Arsenic Drives Plan for Stimulus-funded Water Treatment Plant

A new arsenic removal plant is operating so that more than 500 Arizona American Water customers in Tubac can drink and use water that meets U.S. Environmental Protection standards for the naturally occurring element. The standard for arsenic in drinking water is 10 parts per billion.

Last April, the Water Infrastructure Financing Authority (WIFA) of Arizona announced a combination of federal grants and loans that were available from the American Reinvestment and Recovery Act. Working with the Santa Cruz Citizens Council and the Arizona Corporation Commission, Arizona American Water applied for $2.3 million in funding. The commission approved the loan-grant application 4-0 in June. "The ACC's favorable consideration of financing this project with federal funding is the result of combined efforts to start construction on this project and ensure our customers continue to receive high-quality drinking water, meeting EPA standards, at a reasonable cost like it should," said Joe Gross, director of engineering.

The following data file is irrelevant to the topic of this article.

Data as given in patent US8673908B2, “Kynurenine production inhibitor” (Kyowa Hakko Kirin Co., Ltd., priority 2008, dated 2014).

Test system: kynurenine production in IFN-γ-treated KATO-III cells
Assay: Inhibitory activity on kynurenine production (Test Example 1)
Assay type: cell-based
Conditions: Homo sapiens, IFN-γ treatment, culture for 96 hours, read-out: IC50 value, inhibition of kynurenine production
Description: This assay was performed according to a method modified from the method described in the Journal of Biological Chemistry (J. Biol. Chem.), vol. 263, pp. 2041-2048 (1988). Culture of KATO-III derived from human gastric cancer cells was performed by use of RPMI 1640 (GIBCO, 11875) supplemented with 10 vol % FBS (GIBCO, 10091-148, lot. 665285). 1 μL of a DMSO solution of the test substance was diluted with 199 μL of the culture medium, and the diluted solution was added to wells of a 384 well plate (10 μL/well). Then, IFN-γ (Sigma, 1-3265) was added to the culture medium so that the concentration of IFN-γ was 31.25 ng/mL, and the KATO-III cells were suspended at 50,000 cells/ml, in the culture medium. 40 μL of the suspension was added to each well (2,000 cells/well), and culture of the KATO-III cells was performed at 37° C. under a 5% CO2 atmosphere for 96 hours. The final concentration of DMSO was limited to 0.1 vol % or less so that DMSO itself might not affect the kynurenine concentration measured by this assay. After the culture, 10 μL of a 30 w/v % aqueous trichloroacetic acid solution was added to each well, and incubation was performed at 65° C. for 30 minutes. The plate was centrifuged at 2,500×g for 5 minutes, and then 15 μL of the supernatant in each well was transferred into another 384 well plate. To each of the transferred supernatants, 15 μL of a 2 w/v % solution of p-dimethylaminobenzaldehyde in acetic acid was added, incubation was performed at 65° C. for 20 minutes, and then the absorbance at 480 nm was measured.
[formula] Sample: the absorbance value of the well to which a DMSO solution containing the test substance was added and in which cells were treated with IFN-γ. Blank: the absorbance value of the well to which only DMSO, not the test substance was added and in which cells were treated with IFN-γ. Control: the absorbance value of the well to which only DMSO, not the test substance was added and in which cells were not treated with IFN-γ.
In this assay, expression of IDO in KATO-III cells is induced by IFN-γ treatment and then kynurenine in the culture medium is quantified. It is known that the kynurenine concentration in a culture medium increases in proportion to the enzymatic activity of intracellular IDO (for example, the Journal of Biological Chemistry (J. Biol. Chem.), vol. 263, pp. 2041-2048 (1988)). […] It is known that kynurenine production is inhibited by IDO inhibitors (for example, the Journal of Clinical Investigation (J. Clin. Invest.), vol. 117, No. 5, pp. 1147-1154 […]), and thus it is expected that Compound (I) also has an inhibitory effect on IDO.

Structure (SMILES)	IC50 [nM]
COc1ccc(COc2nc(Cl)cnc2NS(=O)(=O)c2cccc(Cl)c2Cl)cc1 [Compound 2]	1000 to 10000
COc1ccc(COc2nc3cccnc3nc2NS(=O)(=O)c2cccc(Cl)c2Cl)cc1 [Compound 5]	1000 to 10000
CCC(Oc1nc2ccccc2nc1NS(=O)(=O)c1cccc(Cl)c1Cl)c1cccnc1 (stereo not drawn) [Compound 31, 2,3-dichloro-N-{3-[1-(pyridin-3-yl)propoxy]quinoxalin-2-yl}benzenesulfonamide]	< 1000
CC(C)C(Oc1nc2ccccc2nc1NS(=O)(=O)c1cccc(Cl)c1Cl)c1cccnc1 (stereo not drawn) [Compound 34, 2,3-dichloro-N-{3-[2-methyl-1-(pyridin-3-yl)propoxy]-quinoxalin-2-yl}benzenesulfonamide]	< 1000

The company press release said its application was approved with half of the money in the form of a grant and the other a low-interest loan. Arizona American Water stated WIFA will not determine final disbursement until the project was completed.

Gross told Nogales International that the removal system would be placed next to Well No. 4 inside the perimeter of the five-foot wall that surrounds the well. In addition to the plant, the company restored two roads and installed additional fire hydrants. Updating Keating Circle and Nielson Road were county requirements in order for the facility to be approved.

"We once again want to thank all the people involved especially Kristin Mayes, chairman of the Arizona Corporation Commission, for making this happen," said Gross. "The construction started this June, and we have been able to finish on budget and deliver the additional benefits of road improvements and improved fire-fighting ability."

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